Governments can enforce obligations for ordinary individuals or businesses to take care of their health. A typical example of this is regulation for occupational health. While the requirement level and compliance level differs country by country, we observe employers’ obligations to secure employee safety and health in offices and factories in many countries. However, while a legal obligation is good at securing minimum standards, it is not good at encouraging best practices. An obligation is necessary but insufficient.

We need to use incentives for both individuals and businesses to realize better occupational health. A public-private partnership programme called Health and Productivity Management (H&PM) started in Japan six years ago. It encourages CEOs and company management to invest on a voluntary basis in their employees' health for productivity and creativity purposes. The return of that investment is healthier employees with energy and enthusiasm and better evaluations from the labour market, capital markets, customers and society, all of which improves the value of the company. Now, more than 2,300 large companies and 35,000 SMEs in Japan have implemented H&PM.

External evaluation strengthens the return of investment. The Japanese Ministry of Economy, Trade and Industry (METI) and the Tokyo Stock Exchange select 35 listed companies from 26 sectors (based on the results of a yearly survey) for the H&PM stock selection competition. in addition, Nippon Kenko Kaigi, a large business and medical federation including the Japan Chamber of Commerce and Japan Medical Association, nominates 3,300 companies as certified H&PM companies.

So far, we have observed positive outcomes from H&PM. In the past five years, certified H&PM companies have outperformed other ordinary companies on the Tokyo Stock Exchange, according to an analysis by Tokyo Mitsubishi and Morgan Stanley Securities. Some institutional investors such as AXA Insurance have started considering H&PM as one element of environment, social and corporate governance (ESG).

While direct evidence is lacking, logically speaking, H&PM will have positive external effects on the rest of society and the economy, since healthier employees become healthier citizens and active consumers. Considering new business trends such as the SDGs, ESG or stakeholder capitalism, some companies are now more focused on these external effects than on the financial returns derived.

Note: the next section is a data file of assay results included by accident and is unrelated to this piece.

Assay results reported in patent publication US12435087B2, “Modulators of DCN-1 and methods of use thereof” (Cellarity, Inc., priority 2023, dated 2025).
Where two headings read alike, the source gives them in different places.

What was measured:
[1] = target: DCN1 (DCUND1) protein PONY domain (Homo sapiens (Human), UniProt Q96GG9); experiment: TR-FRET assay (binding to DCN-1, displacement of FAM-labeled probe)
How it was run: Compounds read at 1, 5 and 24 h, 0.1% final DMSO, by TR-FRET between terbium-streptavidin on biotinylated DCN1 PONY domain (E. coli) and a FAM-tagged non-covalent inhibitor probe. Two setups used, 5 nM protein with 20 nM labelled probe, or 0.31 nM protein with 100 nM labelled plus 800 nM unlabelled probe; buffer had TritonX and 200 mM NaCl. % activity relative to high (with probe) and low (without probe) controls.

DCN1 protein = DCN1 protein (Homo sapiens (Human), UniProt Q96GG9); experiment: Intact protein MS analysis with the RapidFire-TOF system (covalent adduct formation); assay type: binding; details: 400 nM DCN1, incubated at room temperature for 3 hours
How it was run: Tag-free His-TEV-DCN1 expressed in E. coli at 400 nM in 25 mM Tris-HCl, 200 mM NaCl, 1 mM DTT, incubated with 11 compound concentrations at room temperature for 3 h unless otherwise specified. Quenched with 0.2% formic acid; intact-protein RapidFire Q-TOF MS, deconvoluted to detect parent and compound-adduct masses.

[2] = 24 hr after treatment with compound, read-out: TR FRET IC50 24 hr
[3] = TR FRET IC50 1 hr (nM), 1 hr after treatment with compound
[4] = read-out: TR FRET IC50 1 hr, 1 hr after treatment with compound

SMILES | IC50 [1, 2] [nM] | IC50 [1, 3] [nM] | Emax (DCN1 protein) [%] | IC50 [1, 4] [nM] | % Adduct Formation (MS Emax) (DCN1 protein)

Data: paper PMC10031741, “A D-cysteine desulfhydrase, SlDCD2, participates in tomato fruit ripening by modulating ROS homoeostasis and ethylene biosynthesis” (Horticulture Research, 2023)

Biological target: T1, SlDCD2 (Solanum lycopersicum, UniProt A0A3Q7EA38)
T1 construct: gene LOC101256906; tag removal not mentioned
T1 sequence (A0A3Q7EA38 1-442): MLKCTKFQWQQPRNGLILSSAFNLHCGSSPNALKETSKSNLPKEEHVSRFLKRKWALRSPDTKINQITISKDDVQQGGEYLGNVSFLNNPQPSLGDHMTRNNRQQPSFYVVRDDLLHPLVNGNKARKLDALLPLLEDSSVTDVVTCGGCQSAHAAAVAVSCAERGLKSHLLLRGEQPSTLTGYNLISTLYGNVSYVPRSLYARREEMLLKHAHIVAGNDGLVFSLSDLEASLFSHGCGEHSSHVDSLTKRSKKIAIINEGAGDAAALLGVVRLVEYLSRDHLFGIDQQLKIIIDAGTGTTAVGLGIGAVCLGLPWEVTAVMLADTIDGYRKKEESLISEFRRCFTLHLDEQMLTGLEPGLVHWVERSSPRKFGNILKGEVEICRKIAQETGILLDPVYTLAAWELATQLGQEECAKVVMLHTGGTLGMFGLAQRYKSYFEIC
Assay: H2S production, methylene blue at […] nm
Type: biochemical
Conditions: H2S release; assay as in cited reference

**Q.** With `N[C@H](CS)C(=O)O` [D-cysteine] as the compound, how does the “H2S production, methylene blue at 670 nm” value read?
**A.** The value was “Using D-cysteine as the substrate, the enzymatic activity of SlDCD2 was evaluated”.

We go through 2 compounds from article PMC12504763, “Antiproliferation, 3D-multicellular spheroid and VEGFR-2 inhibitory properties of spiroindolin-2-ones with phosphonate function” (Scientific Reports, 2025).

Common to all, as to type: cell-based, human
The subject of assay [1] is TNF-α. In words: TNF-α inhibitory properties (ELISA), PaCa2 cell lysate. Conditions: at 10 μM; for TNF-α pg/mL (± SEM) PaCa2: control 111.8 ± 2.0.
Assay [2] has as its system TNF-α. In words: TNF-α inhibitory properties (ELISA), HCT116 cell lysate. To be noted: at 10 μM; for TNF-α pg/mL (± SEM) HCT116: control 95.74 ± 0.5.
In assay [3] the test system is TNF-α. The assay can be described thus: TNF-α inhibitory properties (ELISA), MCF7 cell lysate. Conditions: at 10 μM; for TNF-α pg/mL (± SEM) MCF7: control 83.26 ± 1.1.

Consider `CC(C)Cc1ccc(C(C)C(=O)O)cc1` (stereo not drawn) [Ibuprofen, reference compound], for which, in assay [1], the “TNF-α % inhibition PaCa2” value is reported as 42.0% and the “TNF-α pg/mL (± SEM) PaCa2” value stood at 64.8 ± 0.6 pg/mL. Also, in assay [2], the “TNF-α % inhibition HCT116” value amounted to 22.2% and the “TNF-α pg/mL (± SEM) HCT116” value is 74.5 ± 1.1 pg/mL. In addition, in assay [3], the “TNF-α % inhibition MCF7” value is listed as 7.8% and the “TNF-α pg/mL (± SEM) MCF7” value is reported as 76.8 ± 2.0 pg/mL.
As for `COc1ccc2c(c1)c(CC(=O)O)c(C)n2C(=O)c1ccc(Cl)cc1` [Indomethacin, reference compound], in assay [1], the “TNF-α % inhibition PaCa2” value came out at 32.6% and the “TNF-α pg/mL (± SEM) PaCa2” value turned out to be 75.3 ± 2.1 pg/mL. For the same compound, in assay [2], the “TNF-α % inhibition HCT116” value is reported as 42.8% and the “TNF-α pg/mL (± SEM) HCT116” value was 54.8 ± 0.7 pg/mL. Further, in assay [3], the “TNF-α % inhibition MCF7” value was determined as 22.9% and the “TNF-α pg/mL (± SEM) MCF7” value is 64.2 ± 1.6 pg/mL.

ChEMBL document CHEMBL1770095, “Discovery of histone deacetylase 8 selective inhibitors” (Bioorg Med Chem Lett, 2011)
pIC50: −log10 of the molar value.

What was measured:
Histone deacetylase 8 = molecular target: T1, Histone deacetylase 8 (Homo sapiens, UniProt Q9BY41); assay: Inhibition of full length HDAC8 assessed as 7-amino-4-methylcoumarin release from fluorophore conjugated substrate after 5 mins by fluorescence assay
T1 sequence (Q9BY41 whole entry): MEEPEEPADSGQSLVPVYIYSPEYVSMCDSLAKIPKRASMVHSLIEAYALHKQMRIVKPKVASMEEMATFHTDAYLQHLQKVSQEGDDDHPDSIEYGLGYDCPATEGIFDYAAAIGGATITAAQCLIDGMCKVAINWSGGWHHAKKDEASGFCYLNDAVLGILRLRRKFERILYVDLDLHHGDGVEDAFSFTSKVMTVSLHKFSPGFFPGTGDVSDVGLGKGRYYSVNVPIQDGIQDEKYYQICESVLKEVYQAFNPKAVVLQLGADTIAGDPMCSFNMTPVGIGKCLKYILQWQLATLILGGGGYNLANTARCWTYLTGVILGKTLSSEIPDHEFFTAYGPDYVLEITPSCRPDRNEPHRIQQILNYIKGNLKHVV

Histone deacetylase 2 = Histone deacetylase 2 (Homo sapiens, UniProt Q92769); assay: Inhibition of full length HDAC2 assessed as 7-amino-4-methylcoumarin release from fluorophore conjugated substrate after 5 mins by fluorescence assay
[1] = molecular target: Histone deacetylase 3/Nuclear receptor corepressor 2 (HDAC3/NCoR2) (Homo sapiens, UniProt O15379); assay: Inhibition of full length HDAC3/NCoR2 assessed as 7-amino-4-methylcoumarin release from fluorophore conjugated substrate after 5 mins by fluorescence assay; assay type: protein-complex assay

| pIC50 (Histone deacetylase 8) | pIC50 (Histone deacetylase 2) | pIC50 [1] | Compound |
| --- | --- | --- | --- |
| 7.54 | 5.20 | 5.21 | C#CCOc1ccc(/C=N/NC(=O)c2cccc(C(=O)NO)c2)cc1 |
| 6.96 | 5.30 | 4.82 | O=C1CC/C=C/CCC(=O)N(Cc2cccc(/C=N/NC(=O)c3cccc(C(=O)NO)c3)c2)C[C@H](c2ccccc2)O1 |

Countries with the largest populations aged 60 and above
Countries with the largest populations aged 60 and above

H&PM is not unique to Japan: Johnson & Johnson started H&PM decades ago and say one dollar invested generates 3 dollars in return. The US Chamber of Commerce issued a report that poor occupational health reduces GDP by 8.2%, 7%, 5.4% in the US, Japan and China respectively. In 2019, Business 20 (B20) included H&PM into its proposal to the G20. H&PM is a good strategy for improving occupational health in emerging economies with fewer initial resources. Sri Lanka started an H&PM awards programme in 2019.

It is fair to say that the rapid expansion of H&PM in Japan faces a unique challenge owing to the country’s labour shortage. As an ageing society, Japan lacks younger individuals as human resources, which makes recruitment a very important business issue. The same is true for the need to retain trained staff and convincing them not to resign. While H&PM works very well in this regard, such a labour shortage may happen in many countries as they age.

Increasing human productivity is one of the hot topics among global businesses amid rapid industrial structural change. I believe, H&PM is a new, positive strategy for realizing healthy longevity which will prove effective in many companies and economies.